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Railway cable-related offences such as theft, attempted theft or malicious damage in England, Wales and Scotland jumped 67 per cent in 2010/2011 from the previous year, data from the British Transport Police showed.

The number of cable-related thefts in the financial year running from April 2010 to March 2011 rose to 3,116 from 1,870 in the previous 12 months.

Cabling used on Britain's railway structure is made mostly of copper, prices of which have surged in recent months.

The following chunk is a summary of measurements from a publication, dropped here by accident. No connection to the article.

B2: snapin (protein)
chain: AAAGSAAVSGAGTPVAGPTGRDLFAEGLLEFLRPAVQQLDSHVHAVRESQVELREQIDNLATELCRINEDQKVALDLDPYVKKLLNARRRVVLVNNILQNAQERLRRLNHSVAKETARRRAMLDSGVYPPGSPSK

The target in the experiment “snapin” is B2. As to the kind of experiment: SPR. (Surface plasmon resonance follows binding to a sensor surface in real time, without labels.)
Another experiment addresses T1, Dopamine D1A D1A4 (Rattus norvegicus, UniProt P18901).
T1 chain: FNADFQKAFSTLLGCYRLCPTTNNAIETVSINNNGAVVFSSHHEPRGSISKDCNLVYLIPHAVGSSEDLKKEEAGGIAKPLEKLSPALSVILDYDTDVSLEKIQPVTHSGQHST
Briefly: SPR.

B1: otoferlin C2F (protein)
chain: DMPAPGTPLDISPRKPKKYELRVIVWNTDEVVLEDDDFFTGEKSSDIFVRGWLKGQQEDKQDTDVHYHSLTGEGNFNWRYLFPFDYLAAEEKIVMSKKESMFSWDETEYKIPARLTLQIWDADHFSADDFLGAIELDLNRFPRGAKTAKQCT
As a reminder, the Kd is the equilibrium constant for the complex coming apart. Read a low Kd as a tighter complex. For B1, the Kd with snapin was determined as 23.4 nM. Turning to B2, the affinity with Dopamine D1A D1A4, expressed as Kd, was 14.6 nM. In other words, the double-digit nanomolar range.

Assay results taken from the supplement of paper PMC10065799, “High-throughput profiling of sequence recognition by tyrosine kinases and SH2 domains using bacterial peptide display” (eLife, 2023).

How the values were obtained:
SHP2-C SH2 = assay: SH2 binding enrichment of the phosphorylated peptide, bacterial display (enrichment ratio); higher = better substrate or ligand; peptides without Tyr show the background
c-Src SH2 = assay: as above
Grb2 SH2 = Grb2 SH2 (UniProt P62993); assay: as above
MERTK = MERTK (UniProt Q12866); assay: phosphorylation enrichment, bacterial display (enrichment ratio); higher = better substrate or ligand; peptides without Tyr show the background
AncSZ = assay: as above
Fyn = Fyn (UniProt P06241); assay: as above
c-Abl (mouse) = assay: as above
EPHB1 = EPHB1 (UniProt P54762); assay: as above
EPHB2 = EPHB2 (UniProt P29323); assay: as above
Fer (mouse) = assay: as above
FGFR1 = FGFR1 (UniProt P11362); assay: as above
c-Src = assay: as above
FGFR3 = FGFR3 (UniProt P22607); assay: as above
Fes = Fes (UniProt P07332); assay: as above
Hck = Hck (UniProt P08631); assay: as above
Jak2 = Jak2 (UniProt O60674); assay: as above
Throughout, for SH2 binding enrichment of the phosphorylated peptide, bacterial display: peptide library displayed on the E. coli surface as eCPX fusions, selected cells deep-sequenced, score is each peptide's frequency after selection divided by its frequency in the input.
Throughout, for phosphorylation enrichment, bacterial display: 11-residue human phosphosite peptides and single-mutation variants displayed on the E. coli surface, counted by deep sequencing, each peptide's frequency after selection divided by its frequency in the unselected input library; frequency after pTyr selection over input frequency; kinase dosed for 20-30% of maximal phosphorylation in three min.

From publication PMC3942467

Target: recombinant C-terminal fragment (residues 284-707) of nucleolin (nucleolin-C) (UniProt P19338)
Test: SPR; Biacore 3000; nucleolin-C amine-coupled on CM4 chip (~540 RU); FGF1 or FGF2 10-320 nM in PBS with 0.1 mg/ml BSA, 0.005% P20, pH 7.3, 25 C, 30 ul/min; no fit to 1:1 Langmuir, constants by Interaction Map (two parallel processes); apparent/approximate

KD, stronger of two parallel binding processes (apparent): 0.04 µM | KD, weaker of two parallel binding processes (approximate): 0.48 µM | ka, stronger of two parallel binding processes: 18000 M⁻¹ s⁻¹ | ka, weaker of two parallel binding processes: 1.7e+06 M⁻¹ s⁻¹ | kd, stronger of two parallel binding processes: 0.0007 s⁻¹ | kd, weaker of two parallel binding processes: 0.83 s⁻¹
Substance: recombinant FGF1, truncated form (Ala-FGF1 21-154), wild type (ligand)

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"The rise essentially is down to the cost of metal on world markets," said Glyn Hellam, a media and marketing manager at the British Transport Police.

Benchmark copper on the London Metal Exchange trading at around $9,000 (U.S.) a tonne is down from the record high of $10,190 a tonne hit on February 15, but that is about three times the levels seen in December 2008.

"(The rise in thefts) are not really surprising given the high level of copper prices we've seen, particularly during the first quarter of this year," said David Wilson, analyst at Societe Generale.

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